Police and agents from the FBI and Homeland Security descended on the Mecca Café and Bar on Lower Queen Anne Hill Friday afternoon in search of a potential terrorist, according to numerous sources and the FBI.
The subject of the search is a longtime regular at the bar on Queen Anne Avenue North half a block south from Mercer Street, but the man still isn't sure why the war on terrorism took such a personal turn for him around 1 p.m. that day.
He knows it had something to do several cellphone conversations he made while sitting in a booth on the restaurant side, said the man, who prefers to remain anonymous.
"They said somebody overheard me saying subversive things on my cellphone," said the man, who added that he couldn't remember saying anything to prompt such a response.
General consensus at a bar named after a Muslim holy city is that the man probably said something about "getting bombed at the Mecca," and the man conceded he could have said that.
"It's entirely possible, because I was," he said of downing six or seven cocktails in an early start to a four-day, Memorial Day weekend. "Hell, I don't know what I said."
Whatever it was, the feds told waitress Courtney Reading that someone sitting in a nearby booth fingered the man. "An actual customer of mine called," she said.
Reading said no one would tell her what the man said on his cellphone, but they did want to know what she thought of him. "They asked me if I ever felt threatened by the man." She wasn't threatened, Reading said, adding that she's known the man for a long time.
Noting the agency responds to potential terrorist situations, FBI Special Agent Ray Lauer confirmed an overheard conversation was the source of the complaint, but he declined to say what the conversation involved. "There were certainly enough things said to warrant an investigation," he said.
However, whoever made the call to authorities may have been a stranger in the neighborhood because the search started out in the wrong bar. Mike Jones, a bartender at Peso's a block north on Queen Anne Avenue, said a uniformed cop and two federal agents in Hawaiian shirts walked in and demanded to know the name of the bar.
All three were holding onto holstered guns, and immediately wanted to know where the Mecca was when they figured out their mistake, said Jones, who also bartends at the Mecca.
Then the group hit the Mecca, where the subject of the search was a little incredulous after one agent flashed an FBI badge and the other flashed a Homeland Security badge, he said. "I said, 'you've got to be (kidding) me!' "
The man added that the agent asked him to step outside. "They said they wanted to ask me some questions," said the man, who added he refused. The man said he wasn't sure whether the agents were genuine, but he had a suggestion.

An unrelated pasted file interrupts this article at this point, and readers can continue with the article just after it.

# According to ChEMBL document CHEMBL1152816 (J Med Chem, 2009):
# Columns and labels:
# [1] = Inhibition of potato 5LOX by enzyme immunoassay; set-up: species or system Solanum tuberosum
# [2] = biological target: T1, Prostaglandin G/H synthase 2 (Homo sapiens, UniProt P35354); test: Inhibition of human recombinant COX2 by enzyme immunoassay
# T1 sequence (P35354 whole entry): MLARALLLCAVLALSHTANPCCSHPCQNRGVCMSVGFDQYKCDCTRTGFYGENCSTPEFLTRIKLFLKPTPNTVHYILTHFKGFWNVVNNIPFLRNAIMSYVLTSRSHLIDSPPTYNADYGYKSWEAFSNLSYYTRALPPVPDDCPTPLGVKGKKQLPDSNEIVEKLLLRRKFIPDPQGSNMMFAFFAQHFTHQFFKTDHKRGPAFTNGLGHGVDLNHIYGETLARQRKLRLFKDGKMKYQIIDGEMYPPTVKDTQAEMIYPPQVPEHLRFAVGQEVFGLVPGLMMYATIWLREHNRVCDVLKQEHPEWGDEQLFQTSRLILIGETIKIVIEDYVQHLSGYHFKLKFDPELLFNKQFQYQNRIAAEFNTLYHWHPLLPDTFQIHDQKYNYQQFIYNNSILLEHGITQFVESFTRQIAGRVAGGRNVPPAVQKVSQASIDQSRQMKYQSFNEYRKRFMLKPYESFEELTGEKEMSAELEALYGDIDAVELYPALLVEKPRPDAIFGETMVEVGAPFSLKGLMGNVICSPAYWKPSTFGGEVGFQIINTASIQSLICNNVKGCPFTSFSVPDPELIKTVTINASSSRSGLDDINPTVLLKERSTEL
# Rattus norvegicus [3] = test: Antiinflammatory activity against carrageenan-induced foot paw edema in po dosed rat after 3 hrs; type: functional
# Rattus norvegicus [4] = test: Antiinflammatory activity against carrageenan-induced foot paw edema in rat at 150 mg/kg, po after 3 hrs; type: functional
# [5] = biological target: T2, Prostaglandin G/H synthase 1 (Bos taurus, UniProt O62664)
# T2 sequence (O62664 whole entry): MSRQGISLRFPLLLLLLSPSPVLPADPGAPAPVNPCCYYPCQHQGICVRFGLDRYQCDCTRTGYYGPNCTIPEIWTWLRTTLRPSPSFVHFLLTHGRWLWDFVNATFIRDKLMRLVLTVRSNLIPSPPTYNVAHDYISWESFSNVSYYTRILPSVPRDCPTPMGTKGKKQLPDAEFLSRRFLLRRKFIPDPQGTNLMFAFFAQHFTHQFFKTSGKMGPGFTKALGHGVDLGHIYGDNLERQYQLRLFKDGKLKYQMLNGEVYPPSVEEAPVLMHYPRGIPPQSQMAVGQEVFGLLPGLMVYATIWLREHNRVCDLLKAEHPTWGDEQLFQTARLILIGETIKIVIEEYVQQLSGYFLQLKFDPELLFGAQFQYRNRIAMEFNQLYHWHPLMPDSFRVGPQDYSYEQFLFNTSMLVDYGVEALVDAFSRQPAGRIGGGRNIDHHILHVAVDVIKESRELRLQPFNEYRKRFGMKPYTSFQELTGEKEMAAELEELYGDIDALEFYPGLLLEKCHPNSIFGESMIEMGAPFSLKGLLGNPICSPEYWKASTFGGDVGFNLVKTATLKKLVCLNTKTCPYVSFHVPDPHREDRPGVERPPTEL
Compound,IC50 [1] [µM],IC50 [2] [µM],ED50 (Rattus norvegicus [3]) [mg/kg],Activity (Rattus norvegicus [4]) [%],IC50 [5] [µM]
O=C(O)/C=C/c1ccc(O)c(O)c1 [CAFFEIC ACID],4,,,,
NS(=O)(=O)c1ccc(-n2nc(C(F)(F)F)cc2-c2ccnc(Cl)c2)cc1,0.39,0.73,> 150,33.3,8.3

"Show me some cops, and we'll talk," he remembers saying. "Next thing I know, there's cops everywhere and they're quizzing me about my cellphone conversations," he said of the two agents.
Estimates on the number involved vary, but according to Mecca bartender Tim Craft, five FBI agents parked three cars on the street outside, along with one cop car with flashing lights, reducing that stretch of Queen Anne Avenue to one lane of traffic for a time.
The man spent around half an hour outside, said Craft, who added that he joked with some customers about a "blue light special" when they asked if the Mecca was open.
The man also said the original pair of agents did the good-cop-bad-cop routine. "The FBI guy was actually pretty cool the whole time," the man said.
The man said he was questioned about - among other things - a cellphone conversation in which he used the "N" word while he was talking to his best friend, a black man he had planned to go camping with over the Memorial Day Weekend.
But that shouldn't have matter, anyway, according to the man. "Last time I checked, I thought I could say anything I wanted on my cellphone," he railed.
"It was kind of funny," the man reflected a few days later. "At the end of the conversation, everybody was kind of tense, and I said, "Oh my God, it's my shirt.' "
The man went on to say he thinks a militant vegetarian going to the "hippie Folklife Festival" turned him into the feds. That's because he was wearing a PETA T-shirt, but the not the one for the group, People for the Ethical Treatment of Animals.
The PETA on his shirt stood for "People Eating Tasty Animals," the man grinned. He added that the back of the shirt read something about how there's room on earth for all of God's creatures - "right next to my mashed potatoes."
Ben Wade, who was cooking at the Mecca that day, was philosophical. "(The man) is a great guy; he was just talking on his phone," Wade said.
The man, for his part, came back in and had another drink, laughing about the encounter afterward, the cook said. "It was no big deal."[[In-content Ad]]